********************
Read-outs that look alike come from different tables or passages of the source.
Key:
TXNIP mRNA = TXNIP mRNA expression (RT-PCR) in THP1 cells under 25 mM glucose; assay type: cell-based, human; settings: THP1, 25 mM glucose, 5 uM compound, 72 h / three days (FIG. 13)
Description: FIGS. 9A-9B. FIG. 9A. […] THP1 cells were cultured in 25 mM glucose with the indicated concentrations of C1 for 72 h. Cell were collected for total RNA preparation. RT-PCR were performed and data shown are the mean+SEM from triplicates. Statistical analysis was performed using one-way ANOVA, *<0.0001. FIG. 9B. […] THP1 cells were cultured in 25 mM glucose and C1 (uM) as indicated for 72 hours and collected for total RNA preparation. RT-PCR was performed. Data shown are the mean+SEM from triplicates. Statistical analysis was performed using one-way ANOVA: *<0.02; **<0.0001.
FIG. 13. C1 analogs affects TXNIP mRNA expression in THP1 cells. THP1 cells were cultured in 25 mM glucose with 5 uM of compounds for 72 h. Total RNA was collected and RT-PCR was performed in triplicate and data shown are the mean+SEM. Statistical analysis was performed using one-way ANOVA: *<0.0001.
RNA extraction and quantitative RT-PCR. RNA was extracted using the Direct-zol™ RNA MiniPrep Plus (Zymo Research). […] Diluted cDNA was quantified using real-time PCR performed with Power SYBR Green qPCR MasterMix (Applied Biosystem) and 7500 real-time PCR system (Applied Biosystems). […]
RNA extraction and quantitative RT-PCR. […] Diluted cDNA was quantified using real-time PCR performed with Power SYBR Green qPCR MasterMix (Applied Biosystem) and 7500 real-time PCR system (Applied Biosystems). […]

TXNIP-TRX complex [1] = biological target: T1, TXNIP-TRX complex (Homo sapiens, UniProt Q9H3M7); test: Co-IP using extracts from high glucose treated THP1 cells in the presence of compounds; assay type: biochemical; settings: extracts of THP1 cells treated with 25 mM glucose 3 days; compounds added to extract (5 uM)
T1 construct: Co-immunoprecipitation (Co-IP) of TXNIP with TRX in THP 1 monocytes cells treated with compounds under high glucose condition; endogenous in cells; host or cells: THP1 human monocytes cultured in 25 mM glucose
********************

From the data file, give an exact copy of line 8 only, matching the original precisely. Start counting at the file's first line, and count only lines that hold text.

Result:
TXNIP-TRX complex [1] = biological target: T1, TXNIP-TRX complex (Homo sapiens, UniProt Q9H3M7); test: Co-IP using extracts from high glucose treated THP1 cells in the presence of compounds; assay type: biochemical; settings: extracts of THP1 cells treated with 25 mM glucose 3 days; compounds added to extract (5 uM)